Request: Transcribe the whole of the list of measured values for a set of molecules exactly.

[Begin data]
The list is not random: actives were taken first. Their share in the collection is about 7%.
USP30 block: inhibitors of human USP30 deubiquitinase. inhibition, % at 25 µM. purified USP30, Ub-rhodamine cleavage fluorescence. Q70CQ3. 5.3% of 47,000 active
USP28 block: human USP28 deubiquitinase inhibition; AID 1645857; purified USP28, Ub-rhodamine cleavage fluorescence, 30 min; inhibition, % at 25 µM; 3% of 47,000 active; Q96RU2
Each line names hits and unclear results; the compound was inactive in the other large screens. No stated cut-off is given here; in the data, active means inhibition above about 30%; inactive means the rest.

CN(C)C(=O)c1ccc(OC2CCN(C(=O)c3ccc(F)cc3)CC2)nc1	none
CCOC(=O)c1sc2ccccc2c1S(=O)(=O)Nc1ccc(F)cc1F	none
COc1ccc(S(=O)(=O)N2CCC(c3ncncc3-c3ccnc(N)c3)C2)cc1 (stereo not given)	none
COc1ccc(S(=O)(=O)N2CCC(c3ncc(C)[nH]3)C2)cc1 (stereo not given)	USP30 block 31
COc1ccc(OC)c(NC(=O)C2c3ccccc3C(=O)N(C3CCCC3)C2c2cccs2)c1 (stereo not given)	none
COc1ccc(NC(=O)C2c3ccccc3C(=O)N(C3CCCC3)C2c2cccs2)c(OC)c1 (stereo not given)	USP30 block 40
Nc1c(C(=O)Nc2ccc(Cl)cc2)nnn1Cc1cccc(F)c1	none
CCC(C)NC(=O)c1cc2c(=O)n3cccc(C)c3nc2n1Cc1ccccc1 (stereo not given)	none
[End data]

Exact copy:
The list is not random: actives were taken first. Their share in the collection is about 7%.
USP30 block: inhibitors of human USP30 deubiquitinase. inhibition, % at 25 µM. purified USP30, Ub-rhodamine cleavage fluorescence. Q70CQ3. 5.3% of 47,000 active
USP28 block: human USP28 deubiquitinase inhibition; AID 1645857; purified USP28, Ub-rhodamine cleavage fluorescence, 30 min; inhibition, % at 25 µM; 3% of 47,000 active; Q96RU2
Each line names hits and unclear results; the compound was inactive in the other large screens. No stated cut-off is given here; in the data, active means inhibition above about 30%; inactive means the rest.

CN(C)C(=O)c1ccc(OC2CCN(C(=O)c3ccc(F)cc3)CC2)nc1	none
CCOC(=O)c1sc2ccccc2c1S(=O)(=O)Nc1ccc(F)cc1F	none
COc1ccc(S(=O)(=O)N2CCC(c3ncncc3-c3ccnc(N)c3)C2)cc1 (stereo not given)	none
COc1ccc(S(=O)(=O)N2CCC(c3ncc(C)[nH]3)C2)cc1 (stereo not given)	USP30 block 31
COc1ccc(OC)c(NC(=O)C2c3ccccc3C(=O)N(C3CCCC3)C2c2cccs2)c1 (stereo not given)	none
COc1ccc(NC(=O)C2c3ccccc3C(=O)N(C3CCCC3)C2c2cccs2)c(OC)c1 (stereo not given)	USP30 block 40
Nc1c(C(=O)Nc2ccc(Cl)cc2)nnn1Cc1cccc(F)c1	none
CCC(C)NC(=O)c1cc2c(=O)n3cccc(C)c3nc2n1Cc1ccccc1 (stereo not given)	none